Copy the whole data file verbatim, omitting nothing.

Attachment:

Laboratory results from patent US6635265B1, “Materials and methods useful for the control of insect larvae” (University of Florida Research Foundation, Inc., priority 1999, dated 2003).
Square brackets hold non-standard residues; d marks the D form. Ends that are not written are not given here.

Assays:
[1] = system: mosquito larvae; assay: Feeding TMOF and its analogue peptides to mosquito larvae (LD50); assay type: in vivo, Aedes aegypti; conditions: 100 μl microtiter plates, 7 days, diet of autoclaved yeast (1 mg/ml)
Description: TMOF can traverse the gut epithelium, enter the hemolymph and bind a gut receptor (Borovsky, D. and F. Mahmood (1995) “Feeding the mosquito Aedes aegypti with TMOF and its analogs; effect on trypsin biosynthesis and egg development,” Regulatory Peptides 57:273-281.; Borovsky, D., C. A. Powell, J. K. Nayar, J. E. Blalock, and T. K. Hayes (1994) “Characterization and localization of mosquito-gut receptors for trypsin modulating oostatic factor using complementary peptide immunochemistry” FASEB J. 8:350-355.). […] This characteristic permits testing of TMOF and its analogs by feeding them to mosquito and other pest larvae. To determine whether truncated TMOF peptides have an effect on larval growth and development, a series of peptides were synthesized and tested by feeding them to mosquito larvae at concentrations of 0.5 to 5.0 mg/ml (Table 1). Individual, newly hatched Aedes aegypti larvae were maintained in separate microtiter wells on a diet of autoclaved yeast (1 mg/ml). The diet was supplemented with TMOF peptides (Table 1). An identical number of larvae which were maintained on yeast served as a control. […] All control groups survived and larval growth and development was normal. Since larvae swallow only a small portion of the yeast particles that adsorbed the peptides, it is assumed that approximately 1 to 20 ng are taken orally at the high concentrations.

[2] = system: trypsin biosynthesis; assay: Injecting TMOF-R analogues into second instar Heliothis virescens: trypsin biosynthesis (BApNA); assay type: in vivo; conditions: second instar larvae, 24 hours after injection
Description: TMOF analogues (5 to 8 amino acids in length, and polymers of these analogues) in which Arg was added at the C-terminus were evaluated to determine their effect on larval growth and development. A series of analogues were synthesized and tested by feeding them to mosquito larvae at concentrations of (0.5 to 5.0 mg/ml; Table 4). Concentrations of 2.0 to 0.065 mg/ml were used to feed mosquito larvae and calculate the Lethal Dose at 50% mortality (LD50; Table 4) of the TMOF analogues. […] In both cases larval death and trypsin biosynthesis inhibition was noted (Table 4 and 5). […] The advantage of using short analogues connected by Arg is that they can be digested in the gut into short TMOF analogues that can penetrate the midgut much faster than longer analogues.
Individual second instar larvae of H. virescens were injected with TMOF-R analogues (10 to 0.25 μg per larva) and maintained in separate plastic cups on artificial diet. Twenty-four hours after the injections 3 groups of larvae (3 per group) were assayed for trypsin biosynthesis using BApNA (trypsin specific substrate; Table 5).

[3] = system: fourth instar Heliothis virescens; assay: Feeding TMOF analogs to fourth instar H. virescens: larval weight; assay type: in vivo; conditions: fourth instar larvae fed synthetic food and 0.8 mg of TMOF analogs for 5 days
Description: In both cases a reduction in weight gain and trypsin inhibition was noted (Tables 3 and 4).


Laboratory results from patent US6635265B1, “Materials and methods useful for the control of insect larvae” (University of Florida Research Foundation, Inc., priority 1999, dated 2003).
Square brackets hold non-standard residues; d marks the D form. Ends that are not written are not given here.

Assays:
[1] = system: mosquito larvae; assay: Feeding TMOF and its analogue peptides to mosquito larvae (LD50); assay type: in vivo, Aedes aegypti; conditions: 100 μl microtiter plates, 7 days, diet of autoclaved yeast (1 mg/ml)
Description: TMOF can traverse the gut epithelium, enter the hemolymph and bind a gut receptor (Borovsky, D. and F. Mahmood (1995) “Feeding the mosquito Aedes aegypti with TMOF and its analogs; effect on trypsin biosynthesis and egg development,” Regulatory Peptides 57:273-281.; Borovsky, D., C. A. Powell, J. K. Nayar, J. E. Blalock, and T. K. Hayes (1994) “Characterization and localization of mosquito-gut receptors for trypsin modulating oostatic factor using complementary peptide immunochemistry” FASEB J. 8:350-355.). […] This characteristic permits testing of TMOF and its analogs by feeding them to mosquito and other pest larvae. To determine whether truncated TMOF peptides have an effect on larval growth and development, a series of peptides were synthesized and tested by feeding them to mosquito larvae at concentrations of 0.5 to 5.0 mg/ml (Table 1). Individual, newly hatched Aedes aegypti larvae were maintained in separate microtiter wells on a diet of autoclaved yeast (1 mg/ml). The diet was supplemented with TMOF peptides (Table 1). An identical number of larvae which were maintained on yeast served as a control. […] All control groups survived and larval growth and development was normal. Since larvae swallow only a small portion of the yeast particles that adsorbed the peptides, it is assumed that approximately 1 to 20 ng are taken orally at the high concentrations.

[2] = system: trypsin biosynthesis; assay: Injecting TMOF-R analogues into second instar Heliothis virescens: trypsin biosynthesis (BApNA); assay type: in vivo; conditions: second instar larvae, 24 hours after injection
Description: TMOF analogues (5 to 8 amino acids in length, and polymers of these analogues) in which Arg was added at the C-terminus were evaluated to determine their effect on larval growth and development. A series of analogues were synthesized and tested by feeding them to mosquito larvae at concentrations of (0.5 to 5.0 mg/ml; Table 4). Concentrations of 2.0 to 0.065 mg/ml were used to feed mosquito larvae and calculate the Lethal Dose at 50% mortality (LD50; Table 4) of the TMOF analogues. […] In both cases larval death and trypsin biosynthesis inhibition was noted (Table 4 and 5). […] The advantage of using short analogues connected by Arg is that they can be digested in the gut into short TMOF analogues that can penetrate the midgut much faster than longer analogues.
Individual second instar larvae of H. virescens were injected with TMOF-R analogues (10 to 0.25 μg per larva) and maintained in separate plastic cups on artificial diet. Twenty-four hours after the injections 3 groups of larvae (3 per group) were assayed for trypsin biosynthesis using BApNA (trypsin specific substrate; Table 5).

[3] = system: fourth instar Heliothis virescens; assay: Feeding TMOF analogs to fourth instar H. virescens: larval weight; assay type: in vivo; conditions: fourth instar larvae fed synthetic food and 0.8 mg of TMOF analogs for 5 days
Description: In both cases a reduction in weight gain and trypsin inhibition was noted (Tables 3 and 4).